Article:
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Simple Bandwidth Control Wanted

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Mr. Easy
Staff member
I started to write a short article for the Basics section describing how to control bandwidth hogs on a home network.

I've spent the past few hours futzing with the QoS controls in DD-WRT and Tomato and basically couldn't get them to work. Maybe I'm slow, but the DD-WRT controls don't look like they add much to the upstream controls that Linksys now provides in its routers. And while the Tomato QoS looked promising, I couldn't get it to properly prioritize two uplink streams.

What I'm looking for is something that non-experts should be able to get working without having to know about pipes, queues and other such jargon. Basically simple bandwidth (preferably) or priority controls that can be applied on an application or user basis and work both up and download. The download is important because that's where most home network admins have their problem, i.e. with downloads and P2P hogging all the bandwidth.

I faintly remember ASUS routers having something like this, but that was years ago.

Ideas? Besides m0n0wall/ pfSense, please.
I undeleted your post because I think that m0n0wall may be the best option.

- I tried the QoS in DD-WRT and Tomato, but they are uplink only.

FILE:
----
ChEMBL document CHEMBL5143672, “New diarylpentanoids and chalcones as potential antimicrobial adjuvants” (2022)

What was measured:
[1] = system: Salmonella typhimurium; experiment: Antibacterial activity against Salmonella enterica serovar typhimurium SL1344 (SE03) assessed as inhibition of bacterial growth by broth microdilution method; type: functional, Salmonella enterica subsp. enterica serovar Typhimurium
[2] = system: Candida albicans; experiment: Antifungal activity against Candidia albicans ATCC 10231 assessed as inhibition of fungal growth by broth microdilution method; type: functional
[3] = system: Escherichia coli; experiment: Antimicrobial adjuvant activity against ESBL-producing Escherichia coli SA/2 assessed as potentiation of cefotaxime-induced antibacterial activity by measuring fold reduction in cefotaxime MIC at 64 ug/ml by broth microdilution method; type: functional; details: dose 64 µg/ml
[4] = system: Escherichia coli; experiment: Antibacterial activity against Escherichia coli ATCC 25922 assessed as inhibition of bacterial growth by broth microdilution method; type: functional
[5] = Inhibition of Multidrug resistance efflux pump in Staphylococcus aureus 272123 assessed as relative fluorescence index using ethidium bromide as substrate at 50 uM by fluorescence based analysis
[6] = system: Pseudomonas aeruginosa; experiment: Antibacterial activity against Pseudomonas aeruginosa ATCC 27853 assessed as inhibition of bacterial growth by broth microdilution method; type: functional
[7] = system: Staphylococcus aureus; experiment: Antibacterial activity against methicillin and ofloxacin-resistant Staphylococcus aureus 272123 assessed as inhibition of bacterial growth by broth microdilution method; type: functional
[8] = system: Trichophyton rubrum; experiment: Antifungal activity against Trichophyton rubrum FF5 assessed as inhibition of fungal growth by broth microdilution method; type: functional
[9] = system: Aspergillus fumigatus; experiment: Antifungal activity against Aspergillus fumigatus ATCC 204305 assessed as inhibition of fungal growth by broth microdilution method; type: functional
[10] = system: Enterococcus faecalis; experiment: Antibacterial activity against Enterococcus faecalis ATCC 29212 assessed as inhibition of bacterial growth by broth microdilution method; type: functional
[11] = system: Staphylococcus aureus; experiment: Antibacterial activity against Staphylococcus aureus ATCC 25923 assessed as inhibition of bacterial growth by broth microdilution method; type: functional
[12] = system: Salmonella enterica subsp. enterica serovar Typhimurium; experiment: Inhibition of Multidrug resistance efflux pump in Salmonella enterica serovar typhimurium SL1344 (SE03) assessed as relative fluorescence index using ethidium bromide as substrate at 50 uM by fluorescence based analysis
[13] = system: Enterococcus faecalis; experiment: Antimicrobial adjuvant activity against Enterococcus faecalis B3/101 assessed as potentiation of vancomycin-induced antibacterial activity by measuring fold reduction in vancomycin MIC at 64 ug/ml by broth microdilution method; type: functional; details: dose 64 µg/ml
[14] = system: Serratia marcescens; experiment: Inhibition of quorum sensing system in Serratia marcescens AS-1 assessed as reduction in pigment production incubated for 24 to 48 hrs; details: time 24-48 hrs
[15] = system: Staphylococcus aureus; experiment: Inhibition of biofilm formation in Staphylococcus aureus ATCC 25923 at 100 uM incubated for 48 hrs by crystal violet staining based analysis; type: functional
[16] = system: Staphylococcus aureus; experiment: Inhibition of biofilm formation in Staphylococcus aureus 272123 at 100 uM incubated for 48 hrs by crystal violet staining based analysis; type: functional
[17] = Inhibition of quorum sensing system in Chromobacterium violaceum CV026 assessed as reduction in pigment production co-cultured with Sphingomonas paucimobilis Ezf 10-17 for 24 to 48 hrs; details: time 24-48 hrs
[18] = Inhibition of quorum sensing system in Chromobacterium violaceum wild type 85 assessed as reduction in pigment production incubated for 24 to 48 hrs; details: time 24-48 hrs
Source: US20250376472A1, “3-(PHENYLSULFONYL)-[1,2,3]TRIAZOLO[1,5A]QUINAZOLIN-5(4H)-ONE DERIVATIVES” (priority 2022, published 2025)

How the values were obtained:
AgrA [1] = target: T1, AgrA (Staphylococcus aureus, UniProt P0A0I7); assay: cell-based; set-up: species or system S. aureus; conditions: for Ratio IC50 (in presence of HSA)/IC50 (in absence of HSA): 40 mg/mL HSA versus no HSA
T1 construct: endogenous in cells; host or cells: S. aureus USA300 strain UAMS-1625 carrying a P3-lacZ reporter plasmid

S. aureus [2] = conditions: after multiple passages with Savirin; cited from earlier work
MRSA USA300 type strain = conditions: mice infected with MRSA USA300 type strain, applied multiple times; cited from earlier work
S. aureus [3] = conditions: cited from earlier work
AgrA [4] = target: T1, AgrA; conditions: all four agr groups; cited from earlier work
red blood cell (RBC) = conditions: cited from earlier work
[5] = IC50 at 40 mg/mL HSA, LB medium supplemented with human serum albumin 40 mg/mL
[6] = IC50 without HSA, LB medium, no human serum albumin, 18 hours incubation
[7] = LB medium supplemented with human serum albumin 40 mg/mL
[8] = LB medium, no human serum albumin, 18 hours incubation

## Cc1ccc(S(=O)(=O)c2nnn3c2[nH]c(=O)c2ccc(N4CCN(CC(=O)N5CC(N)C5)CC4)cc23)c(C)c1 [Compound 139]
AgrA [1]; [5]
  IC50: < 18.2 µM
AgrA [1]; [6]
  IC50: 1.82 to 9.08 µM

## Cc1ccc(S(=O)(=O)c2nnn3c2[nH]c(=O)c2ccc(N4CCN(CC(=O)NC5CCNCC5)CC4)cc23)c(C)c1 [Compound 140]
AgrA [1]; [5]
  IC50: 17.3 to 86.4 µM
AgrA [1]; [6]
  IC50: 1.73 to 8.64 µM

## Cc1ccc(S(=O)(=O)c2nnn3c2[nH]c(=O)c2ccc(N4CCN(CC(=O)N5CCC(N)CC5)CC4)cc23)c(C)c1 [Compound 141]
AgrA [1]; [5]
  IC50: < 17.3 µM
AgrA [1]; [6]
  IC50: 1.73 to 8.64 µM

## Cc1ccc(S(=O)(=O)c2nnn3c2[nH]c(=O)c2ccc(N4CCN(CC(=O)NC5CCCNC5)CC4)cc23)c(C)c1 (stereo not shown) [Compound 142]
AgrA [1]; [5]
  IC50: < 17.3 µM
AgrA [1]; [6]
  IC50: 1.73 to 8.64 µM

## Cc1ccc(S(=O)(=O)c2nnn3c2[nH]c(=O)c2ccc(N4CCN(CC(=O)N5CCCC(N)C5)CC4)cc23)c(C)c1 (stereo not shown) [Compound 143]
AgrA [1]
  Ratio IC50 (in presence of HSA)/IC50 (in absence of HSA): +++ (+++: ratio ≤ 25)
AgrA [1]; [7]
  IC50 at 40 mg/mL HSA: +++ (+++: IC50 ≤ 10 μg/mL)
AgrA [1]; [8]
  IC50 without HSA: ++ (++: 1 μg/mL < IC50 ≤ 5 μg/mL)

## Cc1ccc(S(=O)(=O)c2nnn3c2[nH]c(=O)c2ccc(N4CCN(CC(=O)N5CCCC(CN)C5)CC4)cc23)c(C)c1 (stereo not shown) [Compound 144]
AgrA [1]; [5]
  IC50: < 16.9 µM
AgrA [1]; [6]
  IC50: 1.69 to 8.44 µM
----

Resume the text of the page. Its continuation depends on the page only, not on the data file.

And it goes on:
- Tried Bandwidth Controller Standard, but could not get it to even let DHCP traffic through.

Would you recommend a T5700 for running m0n0wall? Can it have a second Ethernet port added?

Another option I need to poke at some more is to use QoS features on a smart switch. Anyone have any comments about that method?
If you are willing to forgo traffic prioritization, Netlimiter may be adequate. Works by specifying bandwidth caps on systems or individual programs. Since it's a client-side program, you don't get to control aggregate network traffic, but it is more than sufficient to constrain a greedy app or device.
Thanks for the suggestion jdabbs. I was thinking more of a centrally administrated solution.

Have you used Netlimiter? How easy is it to disable by users who are not so happy with being bandwidth limited?
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